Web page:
Before his decisive turn with the coming of George Bush’s presidency and what Krugman saw as the rampant dishonesty of the campaigning and discourse of the right, Krugman styled himself as an aggressive defender of centrism, puncturing the fallacies of the heroes of the right and left. As he put it, he liked to catch them with their hands in the intellectual cookie jar and expose them in his pieces. Thus in his attacks on the ‘policy entrepreneurs’ of the Clinton era and before, like Lester Thurow and Robert Reich, he’d frequently ‘catch’ each of them not paying sufficient respect to the subtleties of comparative advantage and allegedly committing themselves to various other alleged intellectual fallacies.

While I was quite sympathetic to the points he was making on policy – these guys were often somewhere between little and a lot too slick in the way they presented their stuff - I didn’t really think that Krugman had demonstrated that they had in fact committed themselves to those fallacies. If you tried to read them ‘with’ the grain as it were, to get what they were trying to say – knowing also that they’re trying to communicate with people who are not steeped in economics – it wasn’t clear they were mistaken logically whether or not you ultimately agreed with them.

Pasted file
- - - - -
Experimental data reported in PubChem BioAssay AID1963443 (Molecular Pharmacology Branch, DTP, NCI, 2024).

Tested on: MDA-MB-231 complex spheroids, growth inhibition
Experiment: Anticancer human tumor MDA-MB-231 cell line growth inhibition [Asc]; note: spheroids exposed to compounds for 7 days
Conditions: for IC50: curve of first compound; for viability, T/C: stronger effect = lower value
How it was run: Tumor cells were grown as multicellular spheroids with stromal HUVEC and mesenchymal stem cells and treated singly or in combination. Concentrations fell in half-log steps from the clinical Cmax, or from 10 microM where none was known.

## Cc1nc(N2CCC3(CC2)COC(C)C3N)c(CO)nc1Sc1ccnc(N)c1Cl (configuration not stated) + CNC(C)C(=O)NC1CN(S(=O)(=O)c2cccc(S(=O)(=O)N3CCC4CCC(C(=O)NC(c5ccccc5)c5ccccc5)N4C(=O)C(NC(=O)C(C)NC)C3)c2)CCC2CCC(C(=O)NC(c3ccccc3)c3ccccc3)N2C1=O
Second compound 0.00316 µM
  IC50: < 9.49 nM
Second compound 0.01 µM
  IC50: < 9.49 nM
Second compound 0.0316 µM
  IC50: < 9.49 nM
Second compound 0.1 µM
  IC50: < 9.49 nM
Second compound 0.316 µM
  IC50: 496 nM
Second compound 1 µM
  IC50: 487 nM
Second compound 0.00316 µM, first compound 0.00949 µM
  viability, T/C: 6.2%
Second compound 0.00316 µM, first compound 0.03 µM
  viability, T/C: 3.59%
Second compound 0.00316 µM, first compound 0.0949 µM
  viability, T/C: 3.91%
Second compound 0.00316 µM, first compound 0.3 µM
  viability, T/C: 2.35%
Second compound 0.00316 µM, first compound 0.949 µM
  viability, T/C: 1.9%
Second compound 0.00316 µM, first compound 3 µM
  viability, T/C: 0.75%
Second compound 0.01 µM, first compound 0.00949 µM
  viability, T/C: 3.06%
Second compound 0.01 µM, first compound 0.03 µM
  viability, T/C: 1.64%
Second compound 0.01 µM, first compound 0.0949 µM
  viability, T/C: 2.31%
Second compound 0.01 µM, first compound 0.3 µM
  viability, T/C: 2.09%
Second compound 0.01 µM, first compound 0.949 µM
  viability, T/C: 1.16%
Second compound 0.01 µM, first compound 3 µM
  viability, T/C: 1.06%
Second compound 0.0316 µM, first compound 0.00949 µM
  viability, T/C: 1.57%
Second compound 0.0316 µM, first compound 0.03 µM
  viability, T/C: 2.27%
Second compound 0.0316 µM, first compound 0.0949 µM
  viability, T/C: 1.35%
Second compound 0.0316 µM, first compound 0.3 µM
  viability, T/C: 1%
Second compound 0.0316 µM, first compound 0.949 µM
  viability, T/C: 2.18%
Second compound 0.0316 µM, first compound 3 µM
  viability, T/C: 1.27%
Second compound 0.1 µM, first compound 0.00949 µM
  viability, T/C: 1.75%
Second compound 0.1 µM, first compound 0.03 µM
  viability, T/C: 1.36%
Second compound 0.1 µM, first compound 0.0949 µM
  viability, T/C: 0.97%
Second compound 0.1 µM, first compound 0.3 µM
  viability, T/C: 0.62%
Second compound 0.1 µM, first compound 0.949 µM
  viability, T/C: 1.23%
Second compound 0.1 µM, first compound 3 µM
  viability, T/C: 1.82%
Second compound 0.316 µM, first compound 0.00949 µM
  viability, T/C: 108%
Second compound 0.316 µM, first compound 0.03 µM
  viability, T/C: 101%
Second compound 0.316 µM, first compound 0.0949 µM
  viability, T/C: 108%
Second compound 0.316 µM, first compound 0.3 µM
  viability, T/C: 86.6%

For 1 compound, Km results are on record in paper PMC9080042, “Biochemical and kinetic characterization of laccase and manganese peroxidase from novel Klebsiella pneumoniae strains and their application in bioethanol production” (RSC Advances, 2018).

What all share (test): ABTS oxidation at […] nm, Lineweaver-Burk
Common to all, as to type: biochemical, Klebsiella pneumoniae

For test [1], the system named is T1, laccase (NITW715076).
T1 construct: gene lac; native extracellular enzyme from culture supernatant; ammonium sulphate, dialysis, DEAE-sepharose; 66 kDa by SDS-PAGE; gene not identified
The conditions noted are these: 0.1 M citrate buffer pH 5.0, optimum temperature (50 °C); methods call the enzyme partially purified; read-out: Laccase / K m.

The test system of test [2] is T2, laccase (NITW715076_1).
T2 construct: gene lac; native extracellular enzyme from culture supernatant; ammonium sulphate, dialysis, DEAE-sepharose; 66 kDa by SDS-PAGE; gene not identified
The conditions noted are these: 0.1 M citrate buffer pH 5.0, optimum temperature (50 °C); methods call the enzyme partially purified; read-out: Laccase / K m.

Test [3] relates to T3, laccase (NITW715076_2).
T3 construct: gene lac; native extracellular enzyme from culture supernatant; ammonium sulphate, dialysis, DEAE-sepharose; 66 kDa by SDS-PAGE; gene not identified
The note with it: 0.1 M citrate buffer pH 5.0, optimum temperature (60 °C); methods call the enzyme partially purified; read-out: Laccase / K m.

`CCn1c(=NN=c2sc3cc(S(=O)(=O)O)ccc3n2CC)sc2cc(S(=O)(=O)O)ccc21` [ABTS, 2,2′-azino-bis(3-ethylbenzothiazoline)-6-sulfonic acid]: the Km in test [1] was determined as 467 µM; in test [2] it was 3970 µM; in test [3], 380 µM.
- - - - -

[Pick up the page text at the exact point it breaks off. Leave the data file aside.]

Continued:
By contrast on the right we had all sorts of hijinks – massive tax cuts that paid for themselves, full Ricardian equivalence, modelling the Great Depression as a spontaneous holiday and various other grand themes thrown together with the flimsiest of evidence. In any event since Krugman has self-identified as a fighting Liberal, he’s been fantastically good at skewering his opponents – almost always when they need skewering, and at the same time he’s kept producing interesting academic(ish) papers. And in economics where models should be used to test, train and illustrate economic intuition and shouldn’t take over the show, academic(ish) papers are usually better than academic papers. Yet there’s been something missing. Continue reading

Managers wresting control from owners: it’s nothing new …

Contractual Freedom and the Evolution of Corporate Control in Britain, 1862 to 1929
by Timothy W. Guinnane, Ron Harris, Naomi R. Lamoreaux – #20481 (DAE)

Abstract:British general incorporation law granted companies an extraordinary degree of contractual freedom to craft their own governance rules. In this paper we study the uses to which this flexibility was put by examining the articles of association written by three samples of companies from the late nineteenth and early twentieth centuries. We find that incorporators consistently wrote rules that shifted power from shareholders to directors, that the extent of this shift became greater over time, and that Parliament made little effort to restrain it. Although large firms were less likely to enact the most extreme provisions, such as entrenching specific directors for life, they too wrote articles that gave managers essentially unchecked power. These findings have implications for the literature on corporate control, for the “law-and-finance” argument that the common law was more conducive to financial development than the code-based systems of civil law countries, and for the debate on entrepreneurial failure in Britain during the late nineteenth and early twentieth centuries.